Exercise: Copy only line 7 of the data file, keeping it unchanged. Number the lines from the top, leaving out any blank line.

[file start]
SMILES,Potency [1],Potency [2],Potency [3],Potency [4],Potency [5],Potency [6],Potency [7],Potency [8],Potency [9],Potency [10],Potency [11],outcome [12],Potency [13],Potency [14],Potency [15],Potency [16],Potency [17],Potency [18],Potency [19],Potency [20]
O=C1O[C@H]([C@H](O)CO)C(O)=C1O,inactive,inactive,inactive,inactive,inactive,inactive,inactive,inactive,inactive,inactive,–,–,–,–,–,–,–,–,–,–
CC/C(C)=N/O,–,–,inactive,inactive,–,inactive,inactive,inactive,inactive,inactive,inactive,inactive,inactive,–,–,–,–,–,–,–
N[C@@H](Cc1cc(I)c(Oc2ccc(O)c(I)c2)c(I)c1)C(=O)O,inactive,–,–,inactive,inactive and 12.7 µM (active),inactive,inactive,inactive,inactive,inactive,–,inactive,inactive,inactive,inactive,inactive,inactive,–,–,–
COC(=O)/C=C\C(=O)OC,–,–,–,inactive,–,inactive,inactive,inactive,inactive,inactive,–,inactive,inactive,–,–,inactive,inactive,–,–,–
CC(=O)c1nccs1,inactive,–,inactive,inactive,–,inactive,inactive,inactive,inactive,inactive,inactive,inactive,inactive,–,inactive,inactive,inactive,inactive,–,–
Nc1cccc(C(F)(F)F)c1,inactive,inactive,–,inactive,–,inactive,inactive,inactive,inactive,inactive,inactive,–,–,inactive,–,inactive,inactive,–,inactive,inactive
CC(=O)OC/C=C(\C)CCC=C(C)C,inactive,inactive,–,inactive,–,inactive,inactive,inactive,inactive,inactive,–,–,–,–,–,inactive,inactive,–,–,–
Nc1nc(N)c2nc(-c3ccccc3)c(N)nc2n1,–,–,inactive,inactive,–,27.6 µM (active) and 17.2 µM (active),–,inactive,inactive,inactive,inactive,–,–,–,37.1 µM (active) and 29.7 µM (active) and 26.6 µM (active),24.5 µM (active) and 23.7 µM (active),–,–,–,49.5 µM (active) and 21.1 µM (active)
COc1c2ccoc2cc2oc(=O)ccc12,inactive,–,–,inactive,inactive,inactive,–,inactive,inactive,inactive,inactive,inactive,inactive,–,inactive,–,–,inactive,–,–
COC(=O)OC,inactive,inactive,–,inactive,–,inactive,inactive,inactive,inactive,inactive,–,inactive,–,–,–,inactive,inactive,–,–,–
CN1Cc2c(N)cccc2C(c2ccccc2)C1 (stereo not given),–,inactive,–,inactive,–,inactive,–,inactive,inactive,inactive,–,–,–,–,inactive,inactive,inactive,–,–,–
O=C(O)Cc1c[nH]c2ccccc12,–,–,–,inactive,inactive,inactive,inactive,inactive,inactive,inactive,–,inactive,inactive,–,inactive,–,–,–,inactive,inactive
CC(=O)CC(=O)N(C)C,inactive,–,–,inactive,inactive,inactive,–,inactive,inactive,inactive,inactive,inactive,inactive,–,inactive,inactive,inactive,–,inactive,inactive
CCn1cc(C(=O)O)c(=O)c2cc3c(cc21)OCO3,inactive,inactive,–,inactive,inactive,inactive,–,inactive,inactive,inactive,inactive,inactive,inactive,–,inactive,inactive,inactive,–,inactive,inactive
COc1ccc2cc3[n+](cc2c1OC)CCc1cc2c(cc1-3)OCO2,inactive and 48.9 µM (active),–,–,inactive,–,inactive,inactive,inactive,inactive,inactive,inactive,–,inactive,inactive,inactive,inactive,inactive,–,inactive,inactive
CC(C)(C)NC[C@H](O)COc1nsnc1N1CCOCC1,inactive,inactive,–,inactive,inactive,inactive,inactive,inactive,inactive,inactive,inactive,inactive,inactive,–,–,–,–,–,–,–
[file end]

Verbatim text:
Nc1cccc(C(F)(F)F)c1,inactive,inactive,–,inactive,–,inactive,inactive,inactive,inactive,inactive,inactive,–,–,inactive,–,inactive,inactive,–,inactive,inactive